Do the many uses of yeast flakes intrigue you? Maybe you are already a total fan of yeast flakes? Try the recipe below.
You’d never guess that this rich and creamy bowl of goodness is dairy-free, and better yet, healthy. Ready in just 15 minutes, this soup makes for an indulgent weeknight dinner that you can dig your spoon into sans guilt. (via Food Faith Fitness)
Kale, which is actually a form of cabbage, is loaded with fiber. One cup of kale provides you with twice your daily requirement of vitamin A, tons of vitamin C and has over a thousand times the RDA for vitamin K! Kale helps keep your body strong and also helps prevent damage from other forces that are constantly attacking our bodies.
We love cauliflower in ALL the ways — riced, roasted, or turned into pizza crust. But nothing beats a tender cauliflower steak made “cheesy” with a blend of nutritional yeast, raw cashews, and yummy spices. (via Emilie Eats)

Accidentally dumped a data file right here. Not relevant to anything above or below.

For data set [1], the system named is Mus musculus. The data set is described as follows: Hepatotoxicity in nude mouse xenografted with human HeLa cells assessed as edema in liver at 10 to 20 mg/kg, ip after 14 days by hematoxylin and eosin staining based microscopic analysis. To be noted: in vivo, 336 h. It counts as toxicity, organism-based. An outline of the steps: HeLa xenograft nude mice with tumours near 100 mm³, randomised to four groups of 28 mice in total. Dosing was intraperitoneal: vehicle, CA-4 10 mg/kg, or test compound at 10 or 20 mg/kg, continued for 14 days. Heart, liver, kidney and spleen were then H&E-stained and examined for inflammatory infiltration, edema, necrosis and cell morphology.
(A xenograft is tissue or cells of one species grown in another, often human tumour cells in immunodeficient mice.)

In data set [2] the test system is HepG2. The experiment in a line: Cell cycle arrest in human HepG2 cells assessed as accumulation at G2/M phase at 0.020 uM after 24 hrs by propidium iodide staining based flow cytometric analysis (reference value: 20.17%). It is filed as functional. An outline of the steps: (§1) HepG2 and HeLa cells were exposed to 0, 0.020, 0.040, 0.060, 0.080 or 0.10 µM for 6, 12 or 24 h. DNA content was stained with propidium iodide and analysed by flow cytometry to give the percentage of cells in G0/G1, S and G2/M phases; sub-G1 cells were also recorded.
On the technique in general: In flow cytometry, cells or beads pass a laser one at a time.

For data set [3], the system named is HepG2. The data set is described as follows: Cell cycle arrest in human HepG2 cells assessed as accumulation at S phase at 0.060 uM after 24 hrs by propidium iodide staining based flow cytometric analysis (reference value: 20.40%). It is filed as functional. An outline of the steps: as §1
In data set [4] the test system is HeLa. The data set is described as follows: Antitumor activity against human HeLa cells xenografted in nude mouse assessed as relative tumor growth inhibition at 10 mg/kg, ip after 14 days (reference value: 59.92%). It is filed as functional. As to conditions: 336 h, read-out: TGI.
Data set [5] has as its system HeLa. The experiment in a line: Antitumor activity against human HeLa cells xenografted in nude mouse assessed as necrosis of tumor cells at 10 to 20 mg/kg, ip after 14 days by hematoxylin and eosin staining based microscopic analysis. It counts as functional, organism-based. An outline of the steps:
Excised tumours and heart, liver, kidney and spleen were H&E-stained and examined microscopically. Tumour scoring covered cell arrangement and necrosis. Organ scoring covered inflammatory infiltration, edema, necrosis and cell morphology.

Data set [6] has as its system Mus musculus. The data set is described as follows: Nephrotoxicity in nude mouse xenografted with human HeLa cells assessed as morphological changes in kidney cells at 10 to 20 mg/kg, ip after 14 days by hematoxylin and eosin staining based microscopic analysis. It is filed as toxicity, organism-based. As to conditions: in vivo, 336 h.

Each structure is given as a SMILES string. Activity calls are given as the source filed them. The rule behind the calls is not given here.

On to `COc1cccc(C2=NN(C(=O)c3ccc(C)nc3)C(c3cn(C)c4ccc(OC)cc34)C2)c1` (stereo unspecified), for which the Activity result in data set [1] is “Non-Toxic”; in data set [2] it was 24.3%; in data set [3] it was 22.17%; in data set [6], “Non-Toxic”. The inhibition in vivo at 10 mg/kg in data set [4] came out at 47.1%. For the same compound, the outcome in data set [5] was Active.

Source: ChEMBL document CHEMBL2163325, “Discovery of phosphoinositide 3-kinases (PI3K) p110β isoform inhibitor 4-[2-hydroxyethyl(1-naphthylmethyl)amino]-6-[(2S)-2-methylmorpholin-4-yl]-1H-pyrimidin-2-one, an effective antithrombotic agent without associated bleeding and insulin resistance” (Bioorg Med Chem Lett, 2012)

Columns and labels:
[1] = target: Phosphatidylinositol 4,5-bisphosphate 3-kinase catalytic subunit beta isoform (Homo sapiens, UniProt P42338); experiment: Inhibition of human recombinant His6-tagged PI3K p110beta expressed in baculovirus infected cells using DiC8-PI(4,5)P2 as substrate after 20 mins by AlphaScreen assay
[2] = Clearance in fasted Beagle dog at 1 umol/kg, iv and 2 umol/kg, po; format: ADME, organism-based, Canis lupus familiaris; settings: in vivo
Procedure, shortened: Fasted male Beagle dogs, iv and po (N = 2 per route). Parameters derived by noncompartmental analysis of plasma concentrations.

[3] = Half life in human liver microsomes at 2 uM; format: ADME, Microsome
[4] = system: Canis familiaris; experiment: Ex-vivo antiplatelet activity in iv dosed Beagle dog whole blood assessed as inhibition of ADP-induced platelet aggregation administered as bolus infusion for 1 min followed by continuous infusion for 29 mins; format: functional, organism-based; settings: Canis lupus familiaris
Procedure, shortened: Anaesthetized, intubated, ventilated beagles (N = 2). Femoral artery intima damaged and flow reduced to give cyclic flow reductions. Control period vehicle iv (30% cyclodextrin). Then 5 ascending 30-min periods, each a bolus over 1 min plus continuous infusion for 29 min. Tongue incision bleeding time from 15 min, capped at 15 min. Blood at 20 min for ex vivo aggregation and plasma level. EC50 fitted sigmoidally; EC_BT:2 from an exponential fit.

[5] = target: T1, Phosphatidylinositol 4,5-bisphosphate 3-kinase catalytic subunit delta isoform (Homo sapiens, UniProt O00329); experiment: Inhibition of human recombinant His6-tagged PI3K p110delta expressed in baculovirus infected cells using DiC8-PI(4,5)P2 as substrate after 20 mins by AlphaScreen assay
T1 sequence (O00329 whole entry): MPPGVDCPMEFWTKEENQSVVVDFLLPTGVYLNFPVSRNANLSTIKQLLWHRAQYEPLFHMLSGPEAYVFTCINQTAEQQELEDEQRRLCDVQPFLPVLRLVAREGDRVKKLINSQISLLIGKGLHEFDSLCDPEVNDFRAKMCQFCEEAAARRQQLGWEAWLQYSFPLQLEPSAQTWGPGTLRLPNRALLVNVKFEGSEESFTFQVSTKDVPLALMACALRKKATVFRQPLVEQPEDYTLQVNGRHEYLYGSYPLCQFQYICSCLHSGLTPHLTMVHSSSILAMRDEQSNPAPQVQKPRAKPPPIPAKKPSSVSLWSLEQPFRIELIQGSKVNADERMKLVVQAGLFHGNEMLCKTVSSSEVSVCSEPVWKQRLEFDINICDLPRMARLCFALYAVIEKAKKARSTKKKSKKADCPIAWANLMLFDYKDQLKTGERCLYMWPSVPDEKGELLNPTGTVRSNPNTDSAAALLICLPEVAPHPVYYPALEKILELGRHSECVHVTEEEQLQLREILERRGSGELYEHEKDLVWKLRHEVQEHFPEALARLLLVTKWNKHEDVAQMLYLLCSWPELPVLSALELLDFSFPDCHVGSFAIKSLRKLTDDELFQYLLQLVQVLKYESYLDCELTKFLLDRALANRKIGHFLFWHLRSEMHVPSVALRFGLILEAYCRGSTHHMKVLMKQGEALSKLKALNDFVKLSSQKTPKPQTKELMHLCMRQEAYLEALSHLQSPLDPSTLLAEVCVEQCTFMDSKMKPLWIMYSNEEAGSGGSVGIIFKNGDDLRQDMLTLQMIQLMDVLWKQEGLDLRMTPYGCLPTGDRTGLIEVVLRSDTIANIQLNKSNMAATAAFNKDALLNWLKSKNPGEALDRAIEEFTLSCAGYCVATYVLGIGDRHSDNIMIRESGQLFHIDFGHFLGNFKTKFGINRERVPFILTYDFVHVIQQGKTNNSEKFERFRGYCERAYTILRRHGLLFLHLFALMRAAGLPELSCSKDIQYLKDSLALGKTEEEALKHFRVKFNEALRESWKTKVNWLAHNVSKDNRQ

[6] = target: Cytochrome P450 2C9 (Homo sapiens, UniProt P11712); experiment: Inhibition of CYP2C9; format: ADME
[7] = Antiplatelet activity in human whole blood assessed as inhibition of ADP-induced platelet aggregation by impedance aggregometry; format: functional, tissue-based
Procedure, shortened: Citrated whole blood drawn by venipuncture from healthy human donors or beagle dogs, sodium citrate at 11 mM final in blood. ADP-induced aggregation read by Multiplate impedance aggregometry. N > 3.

If you’re a sucker for Alfredo sauce but avoiding dairy, we’ve got you covered. This glorious and garlicky concoction does not skimp out on creaminess, thanks to cauliflower and our beloved nutritional yeast. (via I Love Vegan)
One of the easiest and most useful ways to use nutritional yeast is in a quick nutty or seed blend that mimics the flavor and usefulness of Parmesan cheese.
With just 5 simple ingredients, you too can make the best damn vegan sour cream. It’s creamy, tangy, and perfect for plopping onto all sorts of Mexican inspired dishes.
What is this magical bacon alternative? Making vegan bacon out of rice paper and a bacon marinade. Yup, rice paper, that stuff vegan up until now have been using to make salad wraps with. Blech.
Get more recipes here > Recipes Featuring Nutritional Yeast
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If you need help with losing weight and keeping on track, the Bright Line Eating program is a great program to support. It is based on cutting edge psychology and neuroscience. Susan Peirce Thompson, Ph.D. It is focused on establishing healthier eating habits and is also compatible with a vegan diet.